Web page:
You plan. You assess. You network. You collaborate.You tweet, differentiate, administer literacy probes, scour 504s and IEPs, use technology, and inspire thinking.And for all of this, you’re given bar graphs on tests to show if what you’re doing is actually making a difference. But there are other data points you should consider as well.Read More
The Academy Awards are just around the corner, and there are a number of nominated films that can be great teaching tools for educators this year.
With the abundance of media messages in our society, it’s important to ensure students are media literate. The Oscars provide a great opportunity to use the year’s best films to teach students about media and film literacy. Not to mention, films can also be an engaging teaching tool for piquing interest in a variety of subjects and issues. In this compilation, you’ll find classroom resources from around the web that cover many of this year’s nominated films, as well as general resources for using film as a teaching tool.Read More
Learning new skills is one of the best ways to make yourself both marketable and happy, but actually doing so isn’t as easy as it sounds. The science behind how we learn is the foundation for teaching yourself new skills. Here’s what we know about learning a new skill.Read More
1. Be prepared to be amazed
The quality of the students projects will go beyond what you expect. This is particularly important when a student comes to you with a grand idea that seems too hard or overly complex. If the student has the right level of passion for the project and an idea for how they will get started they will more than likely complete the project and complete it well.
THE dawn of the planet of the smartphones came in January 2007, when Steve Jobs, Apple’s chief executive, in front of a rapt audience of Apple acolytes, brandished a slab of plastic, metal and silicon not much bigger than a Kit Kat. “This will change everything,” he promised. For once there was no hyperbole. Just eight years later Apple’s iPhone exemplifies the early 21st century’s defining technology.Read More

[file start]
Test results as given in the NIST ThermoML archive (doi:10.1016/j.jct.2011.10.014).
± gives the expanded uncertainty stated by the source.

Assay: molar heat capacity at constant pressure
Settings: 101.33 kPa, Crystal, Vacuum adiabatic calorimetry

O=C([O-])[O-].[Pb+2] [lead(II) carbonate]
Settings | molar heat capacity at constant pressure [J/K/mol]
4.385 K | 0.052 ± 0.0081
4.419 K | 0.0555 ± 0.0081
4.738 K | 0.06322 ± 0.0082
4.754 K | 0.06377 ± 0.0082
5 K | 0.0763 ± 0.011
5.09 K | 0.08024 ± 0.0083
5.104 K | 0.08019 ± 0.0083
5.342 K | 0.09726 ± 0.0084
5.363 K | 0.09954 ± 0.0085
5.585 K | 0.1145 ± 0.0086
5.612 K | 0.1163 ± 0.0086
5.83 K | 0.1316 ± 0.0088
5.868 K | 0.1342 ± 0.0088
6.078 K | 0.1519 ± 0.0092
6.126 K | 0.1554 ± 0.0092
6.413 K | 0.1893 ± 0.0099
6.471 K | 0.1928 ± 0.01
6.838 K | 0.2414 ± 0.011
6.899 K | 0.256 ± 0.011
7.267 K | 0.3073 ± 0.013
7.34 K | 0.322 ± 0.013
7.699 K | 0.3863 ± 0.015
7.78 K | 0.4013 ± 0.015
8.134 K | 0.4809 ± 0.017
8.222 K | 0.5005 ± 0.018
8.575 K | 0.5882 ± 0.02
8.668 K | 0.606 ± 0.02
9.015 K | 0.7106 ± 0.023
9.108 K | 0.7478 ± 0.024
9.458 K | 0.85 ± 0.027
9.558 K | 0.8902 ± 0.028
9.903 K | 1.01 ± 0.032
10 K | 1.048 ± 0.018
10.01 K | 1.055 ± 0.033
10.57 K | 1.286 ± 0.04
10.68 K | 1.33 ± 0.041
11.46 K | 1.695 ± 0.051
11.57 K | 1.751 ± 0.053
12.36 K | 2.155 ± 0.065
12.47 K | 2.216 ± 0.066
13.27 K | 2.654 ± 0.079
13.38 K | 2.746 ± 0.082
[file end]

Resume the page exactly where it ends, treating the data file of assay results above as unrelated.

Creativity, contentment, awe and wonder, excitement, curiosity, pride, surprise, love, relief, and joy. These are the ten emotions that game players experience, according to Jane McGonigal in Reality is Broken: Why Games Make Us Better and How They Change the World. Do teachers report feeling any of these emotions when they describe professional development? No (except for maybe relief when it’s over).Read More
The following is an excerpt from “Deeper Learning How Eight Innovative Public Schools Are Transforming Education in the Twenty-First Century,” by Monica R. Martinez and Dennis McGrath.A particularly vivid example of putting students in the driver’s seat of their own education is the way they handle what traditional schools refer to as parent-teacher conferences.Read More
Surgeons in Oxford, led by Professor Robert MacLaren, fitted the chip at the back of Chris’ eye in a complex eight-hour operation last month. Chris, from Wiltshire, said: ‘I’ve always had that thought that one day I would be able to see again.’Read More
Instructional strategies, according to Alberta Learning, are “techniques teachers use to help students become independent, strategic learners. These strategies become learning strategies when students independently select the appropriate ones and use them effectively to accomplish tasks or meet goals.” the strength of instructional strategies is that they determine how teachers can go about realizing their teaching objectives.Read More